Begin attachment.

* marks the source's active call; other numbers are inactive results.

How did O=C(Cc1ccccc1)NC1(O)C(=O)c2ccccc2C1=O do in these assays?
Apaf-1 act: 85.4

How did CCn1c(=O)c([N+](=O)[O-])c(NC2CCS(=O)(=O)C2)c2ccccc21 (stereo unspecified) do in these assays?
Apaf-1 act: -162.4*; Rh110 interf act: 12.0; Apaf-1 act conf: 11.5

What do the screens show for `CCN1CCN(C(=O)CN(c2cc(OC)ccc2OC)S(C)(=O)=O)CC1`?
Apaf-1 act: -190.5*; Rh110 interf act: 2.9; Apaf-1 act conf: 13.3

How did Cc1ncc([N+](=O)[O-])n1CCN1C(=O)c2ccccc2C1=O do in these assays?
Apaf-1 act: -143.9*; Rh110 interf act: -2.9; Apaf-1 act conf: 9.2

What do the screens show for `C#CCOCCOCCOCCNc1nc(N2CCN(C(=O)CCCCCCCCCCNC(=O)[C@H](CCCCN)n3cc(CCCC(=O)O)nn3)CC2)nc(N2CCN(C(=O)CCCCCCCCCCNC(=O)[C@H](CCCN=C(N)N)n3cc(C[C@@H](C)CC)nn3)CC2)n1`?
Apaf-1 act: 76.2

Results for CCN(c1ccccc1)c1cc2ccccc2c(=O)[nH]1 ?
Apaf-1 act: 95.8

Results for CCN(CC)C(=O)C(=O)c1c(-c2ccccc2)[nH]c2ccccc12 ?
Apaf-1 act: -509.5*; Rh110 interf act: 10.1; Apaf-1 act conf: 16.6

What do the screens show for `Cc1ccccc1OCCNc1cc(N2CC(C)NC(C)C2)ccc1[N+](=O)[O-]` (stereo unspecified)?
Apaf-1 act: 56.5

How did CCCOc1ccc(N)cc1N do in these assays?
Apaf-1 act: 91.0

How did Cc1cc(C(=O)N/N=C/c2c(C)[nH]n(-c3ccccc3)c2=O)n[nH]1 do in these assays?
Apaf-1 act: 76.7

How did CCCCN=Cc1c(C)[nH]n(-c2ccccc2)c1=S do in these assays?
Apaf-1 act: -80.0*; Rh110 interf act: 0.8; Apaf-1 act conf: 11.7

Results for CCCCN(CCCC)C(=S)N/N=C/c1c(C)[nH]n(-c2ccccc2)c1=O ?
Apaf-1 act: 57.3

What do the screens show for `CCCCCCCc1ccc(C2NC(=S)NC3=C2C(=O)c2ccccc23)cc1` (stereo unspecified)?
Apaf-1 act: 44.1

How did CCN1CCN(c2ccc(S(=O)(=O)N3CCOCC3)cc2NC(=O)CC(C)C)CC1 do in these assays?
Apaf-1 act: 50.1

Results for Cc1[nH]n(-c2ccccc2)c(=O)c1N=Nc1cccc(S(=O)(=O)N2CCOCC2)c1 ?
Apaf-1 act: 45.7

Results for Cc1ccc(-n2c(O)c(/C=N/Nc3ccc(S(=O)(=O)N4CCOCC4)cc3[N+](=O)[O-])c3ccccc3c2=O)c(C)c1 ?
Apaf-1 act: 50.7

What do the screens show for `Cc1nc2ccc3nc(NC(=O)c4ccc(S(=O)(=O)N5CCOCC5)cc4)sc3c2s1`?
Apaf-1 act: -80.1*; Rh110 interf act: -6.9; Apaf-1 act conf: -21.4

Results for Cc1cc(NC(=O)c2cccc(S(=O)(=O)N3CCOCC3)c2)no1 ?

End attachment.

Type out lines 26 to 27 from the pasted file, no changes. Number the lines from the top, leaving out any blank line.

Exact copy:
What do the screens show for `CCCCCCCc1ccc(C2NC(=S)NC3=C2C(=O)c2ccccc23)cc1` (stereo unspecified)?
Apaf-1 act: 44.1